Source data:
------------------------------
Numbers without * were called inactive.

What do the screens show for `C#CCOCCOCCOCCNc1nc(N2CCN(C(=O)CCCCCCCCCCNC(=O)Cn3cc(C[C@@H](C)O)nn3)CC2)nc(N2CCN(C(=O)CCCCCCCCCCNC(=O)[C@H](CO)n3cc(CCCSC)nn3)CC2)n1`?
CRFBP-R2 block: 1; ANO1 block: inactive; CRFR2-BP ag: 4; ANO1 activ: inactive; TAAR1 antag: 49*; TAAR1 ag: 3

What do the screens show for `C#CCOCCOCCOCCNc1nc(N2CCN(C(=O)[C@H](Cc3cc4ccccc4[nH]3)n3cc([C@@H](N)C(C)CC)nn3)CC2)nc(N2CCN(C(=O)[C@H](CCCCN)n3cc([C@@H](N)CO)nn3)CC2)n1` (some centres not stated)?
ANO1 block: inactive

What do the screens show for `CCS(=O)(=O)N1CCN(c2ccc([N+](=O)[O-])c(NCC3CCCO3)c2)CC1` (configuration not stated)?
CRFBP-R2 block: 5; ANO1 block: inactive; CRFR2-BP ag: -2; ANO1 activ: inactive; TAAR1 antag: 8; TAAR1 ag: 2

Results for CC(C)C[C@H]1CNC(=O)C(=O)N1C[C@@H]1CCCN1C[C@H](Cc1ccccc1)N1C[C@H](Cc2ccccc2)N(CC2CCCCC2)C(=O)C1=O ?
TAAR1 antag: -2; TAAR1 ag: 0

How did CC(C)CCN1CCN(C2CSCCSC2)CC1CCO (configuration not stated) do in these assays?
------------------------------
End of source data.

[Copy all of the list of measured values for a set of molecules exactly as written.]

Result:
Numbers without * were called inactive.

What do the screens show for `C#CCOCCOCCOCCNc1nc(N2CCN(C(=O)CCCCCCCCCCNC(=O)Cn3cc(C[C@@H](C)O)nn3)CC2)nc(N2CCN(C(=O)CCCCCCCCCCNC(=O)[C@H](CO)n3cc(CCCSC)nn3)CC2)n1`?
CRFBP-R2 block: 1; ANO1 block: inactive; CRFR2-BP ag: 4; ANO1 activ: inactive; TAAR1 antag: 49*; TAAR1 ag: 3

What do the screens show for `C#CCOCCOCCOCCNc1nc(N2CCN(C(=O)[C@H](Cc3cc4ccccc4[nH]3)n3cc([C@@H](N)C(C)CC)nn3)CC2)nc(N2CCN(C(=O)[C@H](CCCCN)n3cc([C@@H](N)CO)nn3)CC2)n1` (some centres not stated)?
ANO1 block: inactive

What do the screens show for `CCS(=O)(=O)N1CCN(c2ccc([N+](=O)[O-])c(NCC3CCCO3)c2)CC1` (configuration not stated)?
CRFBP-R2 block: 5; ANO1 block: inactive; CRFR2-BP ag: -2; ANO1 activ: inactive; TAAR1 antag: 8; TAAR1 ag: 2

Results for CC(C)C[C@H]1CNC(=O)C(=O)N1C[C@@H]1CCCN1C[C@H](Cc1ccccc1)N1C[C@H](Cc2ccccc2)N(CC2CCCCC2)C(=O)C1=O ?
TAAR1 antag: -2; TAAR1 ag: 0

How did CC(C)CCN1CCN(C2CSCCSC2)CC1CCO (configuration not stated) do in these assays?